Just like Shaq did before taking control of his finances, educate yourself (and listen to your financial advisors if you have them). There are more important things to worry about with your new job than a new car â such as signing up for the 401(k) program and focusing on student loan debt payoff, to start. Continue living like a college student as long as you can so more of your hard-earned money can go towards building a life for yourself (a life that doesnât involve new debt and new things, but a solid financial foundation).
Focus on Growing Your Money â But Choose Investments Wisely
Athletes who lose money to investments donât start off with the wrong idea. They likely know that their careers will phase out by the time they reach middle age and seek to find other income generating avenues that will last long after retirement. However, investing for the sake of it isnât good enough â and chasing after something that sounds like itâs guaranteed to succeed is usually a mistake.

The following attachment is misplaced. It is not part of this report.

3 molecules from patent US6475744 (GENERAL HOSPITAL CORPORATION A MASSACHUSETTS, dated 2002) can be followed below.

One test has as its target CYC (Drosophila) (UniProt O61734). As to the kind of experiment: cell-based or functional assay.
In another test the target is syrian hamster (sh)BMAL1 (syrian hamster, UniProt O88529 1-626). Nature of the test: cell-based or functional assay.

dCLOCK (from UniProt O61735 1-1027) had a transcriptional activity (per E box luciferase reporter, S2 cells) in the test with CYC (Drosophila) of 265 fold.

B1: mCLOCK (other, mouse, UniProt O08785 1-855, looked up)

When you start investing, make sure you educate yourself and start slowly. Use a website like Betterment to get started slowly or talk to a financial advisor to get help understanding the pros and cons of each investment strategy. And, whatever you do, donât chase after the big win. Good investments grow slowly and steadily â even Appleâs stock didnât become what it is now overnight.
The final rule for investing is to not tie up all of your money in investments. Make sure you still have an accessible emergency fund and that youâre paying off any debt you may have. Putting all your eggs in one basket can spell financial ruin faster than you can say âthe Dow droppedâ.
Protect Your Financial Rights â No Matter What Life Brings